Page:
Landlord villages dominated Iranian land tenure for hundreds of years, whereby one powerful landlord owned the village structures, surrounding farmland, and to all intents and purposes, the village occupants themselves, a system that in some cases remained in place up to the 1979 Islamic Revolution. In Oman, mud-brick oases were home to most of the rural population right up until Sultan Qaboos came to power in 1970, and required inhabitants of mud-brick houses to relocate into new concrete block buildings.
Historical Archaeology and Heritage in the Middle East explores these everyday, rural communities in Iran and Oman in the 19th and 20th centuries, through a combination of building analysis, excavation, artefact analysis and ethnographic interviews. Drawing on the results of original field projects, the book considers new ways of exploring traditional lifeways, giving voice to hitherto largely ignored sections of the population, and offers new and different ways of thinking about how these people lived and what shaped their lives and the impact of major political and social changes on them. Place, memory and belonging are considered through the lens of material culture within these villages.
The first of its kind, the book brings together methodologies, research questions, and themes that have never been used or addressed in the Middle East. Helping to establish historical archaeology in the Middle East and providing new ways in which the memorable, quotidian past can be exploited for its social and economic value in contemporary community and heritage developments, it is an ideal resource for students, scholars and practitioners of historical archaeology and heritage of and in the Middle East.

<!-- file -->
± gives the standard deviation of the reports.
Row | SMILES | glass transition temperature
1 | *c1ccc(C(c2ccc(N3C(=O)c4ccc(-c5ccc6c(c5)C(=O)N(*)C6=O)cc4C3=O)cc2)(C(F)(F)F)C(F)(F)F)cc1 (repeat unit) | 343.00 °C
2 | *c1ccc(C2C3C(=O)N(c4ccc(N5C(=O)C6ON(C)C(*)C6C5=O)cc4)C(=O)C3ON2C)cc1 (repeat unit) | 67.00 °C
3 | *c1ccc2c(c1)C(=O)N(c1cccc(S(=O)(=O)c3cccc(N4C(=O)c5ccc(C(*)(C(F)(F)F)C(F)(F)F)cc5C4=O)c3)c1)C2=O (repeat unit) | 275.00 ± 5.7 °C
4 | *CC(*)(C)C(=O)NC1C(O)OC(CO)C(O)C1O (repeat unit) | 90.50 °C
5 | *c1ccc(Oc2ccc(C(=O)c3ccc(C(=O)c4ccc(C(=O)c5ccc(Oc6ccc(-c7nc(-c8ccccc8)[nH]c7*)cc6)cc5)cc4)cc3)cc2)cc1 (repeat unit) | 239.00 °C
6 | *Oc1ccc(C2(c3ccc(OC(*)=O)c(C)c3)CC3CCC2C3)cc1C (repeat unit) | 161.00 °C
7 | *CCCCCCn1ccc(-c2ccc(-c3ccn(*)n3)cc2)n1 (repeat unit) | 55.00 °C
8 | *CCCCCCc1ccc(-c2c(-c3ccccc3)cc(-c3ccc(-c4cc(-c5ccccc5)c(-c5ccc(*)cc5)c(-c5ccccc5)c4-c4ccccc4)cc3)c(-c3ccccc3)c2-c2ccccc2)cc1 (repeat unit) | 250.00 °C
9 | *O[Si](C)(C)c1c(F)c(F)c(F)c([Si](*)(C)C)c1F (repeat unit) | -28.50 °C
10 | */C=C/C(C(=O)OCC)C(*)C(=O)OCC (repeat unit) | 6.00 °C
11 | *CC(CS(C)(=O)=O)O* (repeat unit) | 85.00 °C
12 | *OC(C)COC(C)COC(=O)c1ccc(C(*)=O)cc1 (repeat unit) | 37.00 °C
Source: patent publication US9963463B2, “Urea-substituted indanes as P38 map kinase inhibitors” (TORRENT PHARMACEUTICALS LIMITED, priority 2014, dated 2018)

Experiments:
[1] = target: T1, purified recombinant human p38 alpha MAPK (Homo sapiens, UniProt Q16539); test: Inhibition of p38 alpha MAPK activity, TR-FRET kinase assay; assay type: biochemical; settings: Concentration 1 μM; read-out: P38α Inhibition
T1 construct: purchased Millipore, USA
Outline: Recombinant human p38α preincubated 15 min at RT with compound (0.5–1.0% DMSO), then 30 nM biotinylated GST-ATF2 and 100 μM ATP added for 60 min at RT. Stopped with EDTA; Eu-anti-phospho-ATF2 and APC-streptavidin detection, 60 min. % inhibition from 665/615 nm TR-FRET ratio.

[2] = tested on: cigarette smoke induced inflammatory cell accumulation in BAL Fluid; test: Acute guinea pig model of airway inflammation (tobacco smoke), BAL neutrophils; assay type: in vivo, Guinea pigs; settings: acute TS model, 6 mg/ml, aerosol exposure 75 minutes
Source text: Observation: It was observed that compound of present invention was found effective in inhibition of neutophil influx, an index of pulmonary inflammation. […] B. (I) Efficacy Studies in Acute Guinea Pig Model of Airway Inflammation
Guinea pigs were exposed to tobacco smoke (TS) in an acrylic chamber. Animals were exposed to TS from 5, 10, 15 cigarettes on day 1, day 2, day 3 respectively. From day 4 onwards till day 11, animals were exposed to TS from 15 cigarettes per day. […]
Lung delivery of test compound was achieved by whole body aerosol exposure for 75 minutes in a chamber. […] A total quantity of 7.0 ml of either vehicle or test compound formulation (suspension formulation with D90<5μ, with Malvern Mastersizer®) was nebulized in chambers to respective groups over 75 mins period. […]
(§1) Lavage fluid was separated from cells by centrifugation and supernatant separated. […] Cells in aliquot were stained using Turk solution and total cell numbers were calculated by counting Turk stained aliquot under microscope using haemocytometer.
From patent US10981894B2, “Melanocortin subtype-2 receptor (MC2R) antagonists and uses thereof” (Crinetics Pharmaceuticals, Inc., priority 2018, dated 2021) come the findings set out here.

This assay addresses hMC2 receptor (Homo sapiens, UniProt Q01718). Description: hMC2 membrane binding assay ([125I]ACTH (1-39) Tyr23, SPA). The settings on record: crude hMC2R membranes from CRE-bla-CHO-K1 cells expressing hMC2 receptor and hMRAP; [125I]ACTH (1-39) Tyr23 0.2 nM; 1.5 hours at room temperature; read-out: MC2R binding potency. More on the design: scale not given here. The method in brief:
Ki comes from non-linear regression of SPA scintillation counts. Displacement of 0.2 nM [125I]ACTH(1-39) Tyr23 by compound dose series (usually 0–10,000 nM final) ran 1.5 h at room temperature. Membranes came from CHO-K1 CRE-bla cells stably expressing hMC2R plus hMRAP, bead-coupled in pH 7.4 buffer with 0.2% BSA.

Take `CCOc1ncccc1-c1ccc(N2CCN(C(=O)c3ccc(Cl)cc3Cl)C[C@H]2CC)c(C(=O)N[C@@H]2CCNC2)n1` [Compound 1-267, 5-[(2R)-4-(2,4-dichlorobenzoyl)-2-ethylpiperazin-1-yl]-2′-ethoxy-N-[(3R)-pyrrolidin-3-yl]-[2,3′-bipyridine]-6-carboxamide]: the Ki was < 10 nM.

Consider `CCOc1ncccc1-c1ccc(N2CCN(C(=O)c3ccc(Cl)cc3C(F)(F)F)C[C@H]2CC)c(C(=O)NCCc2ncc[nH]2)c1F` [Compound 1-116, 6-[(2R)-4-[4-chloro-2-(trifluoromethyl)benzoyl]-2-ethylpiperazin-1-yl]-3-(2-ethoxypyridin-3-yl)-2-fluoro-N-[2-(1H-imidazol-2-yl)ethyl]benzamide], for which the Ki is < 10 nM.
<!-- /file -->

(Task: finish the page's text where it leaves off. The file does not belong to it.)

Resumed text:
Table of Contents
List of Figures
Notes on the Identification of Interviewees
The aims of this book
Key concepts in this book: place, memory, belonging
The case studies
The Iran project: Landlord Villages of the Tehran Plain
Landlord villages of Iran
Post revolution villages
The Oman project: Bat Oasis Heritage Project
Oman villages of the interior
Housing changes in Oman
2 Recent histories of Iran and Oman
An outline of recent Iranian History
An outline of recent Omani history
Nation building, heritage, and place
Iran: nation building by the Pahlavis
Oman: nation building by Sultan Qaboos
3 An archaeology of place and memory
Archaeology is a way of understanding how people make place
The village plans
Place and power
Giving meaning to place
Place and religion
Place and memory
4 Memory, place and belonging
Place, archaeology and memory
Place and belonging under attack
Mudbrick and memory in Oman
Mudbrick and memory in Iran
Kazemabad and Hosseinabad Sanghar memories
Gach Agach memories
Discussion and conclusion
5 Heritage in the Middle East
UNESCO World Heritage in relation to the Middle East
Why is the Bat prehistoric archaeological landscape a WH site and not the Bat Oasis?
Heritage in the Middle East
National heritage in Oman
National heritage in Iran
Quotidian and fragmented heritage
6 Historical archaeology and heritage in the Middle East
Barriers to historical archaeologySo how should we go about setting up ‘good’ heritage and archaeology projects?
Ruth Young is a Reader in Archaeology at the University of Leicester, UK. She is interested in the historical archaeology and heritage of the Middle East and South Asia and has directed and co-directed excavations and fieldwork in Iran, Lebanon, Oman, and Pakistan. Her recent publications include Post-Conflict Archaeology and Cultural Heritage (2017, Routledge), and The Archaeology of South Asia (2105).